As we head into the teen years of the 21st century, it’s amazing to reflect on the many accomplishments of African Americans in our country. As a girl growing up in the Deep South who integrated my Catholic school system in the ‘60s, never could I have imagined the things I’ve seen take place thus far in my life.
We’ve inaugurated our first black president. Media entertainment giants like Oprah, Tyra and Tyler have become one-name phenomena with the ability to grow and sustain their own business empires. Many of our “young” rap stars have now hit the big 4-0. And we have our first black female CEO of a Fortune 100 company.
Because of all those big moments and high achievements, it’s easy for us to believe that all is well – that we have “arrived” at equality. But I’m here to tell you, first-hand, that in the business world we certainly – and unfortunately – have NOT arrived at equality for African Americans.
Now, c-suite leaders could read this and think, “Oh, that’s too bad. We should keep working on it.” And that is true, but it’s more than a “should” – it is a MUST.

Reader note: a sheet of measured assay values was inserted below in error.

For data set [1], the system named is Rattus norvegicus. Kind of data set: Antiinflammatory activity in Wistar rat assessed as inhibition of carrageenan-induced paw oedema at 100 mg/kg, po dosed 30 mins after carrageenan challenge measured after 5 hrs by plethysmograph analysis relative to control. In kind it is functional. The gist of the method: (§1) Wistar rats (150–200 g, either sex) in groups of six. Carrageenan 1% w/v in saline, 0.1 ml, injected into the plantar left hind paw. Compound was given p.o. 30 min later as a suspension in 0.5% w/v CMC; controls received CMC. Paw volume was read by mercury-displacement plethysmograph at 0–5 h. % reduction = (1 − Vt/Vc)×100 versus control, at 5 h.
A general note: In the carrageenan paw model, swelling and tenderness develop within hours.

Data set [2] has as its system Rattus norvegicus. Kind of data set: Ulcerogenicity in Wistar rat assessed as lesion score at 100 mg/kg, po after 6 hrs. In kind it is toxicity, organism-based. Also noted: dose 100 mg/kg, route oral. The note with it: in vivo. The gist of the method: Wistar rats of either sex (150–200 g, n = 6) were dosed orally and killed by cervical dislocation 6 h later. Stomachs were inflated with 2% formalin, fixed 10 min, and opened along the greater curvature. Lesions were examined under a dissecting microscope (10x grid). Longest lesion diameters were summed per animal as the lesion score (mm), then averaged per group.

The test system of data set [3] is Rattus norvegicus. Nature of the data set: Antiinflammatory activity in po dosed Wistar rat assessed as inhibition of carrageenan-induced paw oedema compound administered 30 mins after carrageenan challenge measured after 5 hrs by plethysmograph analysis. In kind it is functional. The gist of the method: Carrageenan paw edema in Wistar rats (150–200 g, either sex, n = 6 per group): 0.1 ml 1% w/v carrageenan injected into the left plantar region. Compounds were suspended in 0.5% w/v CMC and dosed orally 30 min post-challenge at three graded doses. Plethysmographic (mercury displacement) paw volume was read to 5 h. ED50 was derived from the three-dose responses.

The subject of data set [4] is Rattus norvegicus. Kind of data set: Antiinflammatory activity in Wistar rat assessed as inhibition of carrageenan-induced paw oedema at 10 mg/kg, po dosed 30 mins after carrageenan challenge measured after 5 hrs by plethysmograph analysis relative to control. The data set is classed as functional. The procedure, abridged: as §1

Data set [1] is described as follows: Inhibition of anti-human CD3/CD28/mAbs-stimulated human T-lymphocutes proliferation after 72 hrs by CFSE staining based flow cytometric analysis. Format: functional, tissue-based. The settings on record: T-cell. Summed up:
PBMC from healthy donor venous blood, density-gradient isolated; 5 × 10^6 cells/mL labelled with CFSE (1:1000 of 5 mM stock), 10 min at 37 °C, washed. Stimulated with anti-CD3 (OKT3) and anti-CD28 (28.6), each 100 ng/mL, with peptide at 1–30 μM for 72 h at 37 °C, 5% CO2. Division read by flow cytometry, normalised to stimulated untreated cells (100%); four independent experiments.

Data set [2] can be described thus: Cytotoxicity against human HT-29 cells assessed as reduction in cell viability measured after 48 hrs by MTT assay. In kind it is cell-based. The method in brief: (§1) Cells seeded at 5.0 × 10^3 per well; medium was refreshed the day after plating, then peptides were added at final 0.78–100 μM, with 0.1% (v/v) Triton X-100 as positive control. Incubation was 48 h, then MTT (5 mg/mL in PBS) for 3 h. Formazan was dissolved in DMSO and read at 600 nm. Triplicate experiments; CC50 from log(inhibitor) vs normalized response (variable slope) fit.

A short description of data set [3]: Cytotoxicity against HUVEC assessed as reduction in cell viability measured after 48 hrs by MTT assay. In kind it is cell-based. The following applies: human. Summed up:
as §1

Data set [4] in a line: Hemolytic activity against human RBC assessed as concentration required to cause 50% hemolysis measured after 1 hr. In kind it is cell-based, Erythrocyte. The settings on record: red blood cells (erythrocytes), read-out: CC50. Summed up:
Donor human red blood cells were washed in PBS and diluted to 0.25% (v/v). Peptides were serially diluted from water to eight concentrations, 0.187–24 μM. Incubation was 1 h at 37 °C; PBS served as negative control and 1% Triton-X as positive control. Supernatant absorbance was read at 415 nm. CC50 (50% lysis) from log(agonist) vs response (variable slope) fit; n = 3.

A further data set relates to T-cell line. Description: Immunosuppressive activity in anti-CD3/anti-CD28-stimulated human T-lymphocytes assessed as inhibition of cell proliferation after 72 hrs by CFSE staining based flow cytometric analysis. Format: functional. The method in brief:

Because here’s the reality: Besides the fact that getting rid of bias and creating equality is just the right thing to do, that lack of equality and existence of bias in the workplace affects a company’s bottom line. YOUR company’s bottom line. If you lead your organization into the annihilation of bias, your profits WILL increase.
Over the past decade as I’ve been consulting and speaking, people often ask me how I did it. How was I – a woman of color – able to achieve the excellence I sought in my professional life? How was I able to break the glass ceiling and become one of the first African American female VPs in the consumer goods industry?
Honestly, it’s not a simple answer. And it wasn’t all peaches and cream along the way. It involved several factors as well as much hard work and sacrifice. I CAN tell you, however, that the easiest way my employers reaped the benefits from my unique talents and giftings was by providing me bias-free SPONSORS (not just mentors) along the way. Many times, those sponsors were c-suite leaders themselves. C-suite leaders who were led by something called moral purpose – or unbiased excellence.
Do YOU have a SPONSOR? Do you know the difference between a sponsor and a mentor? Check out the article/case study on my site entitled: “Why Men Still Get More Promotions Than Women.” Click here!
To your success! -TB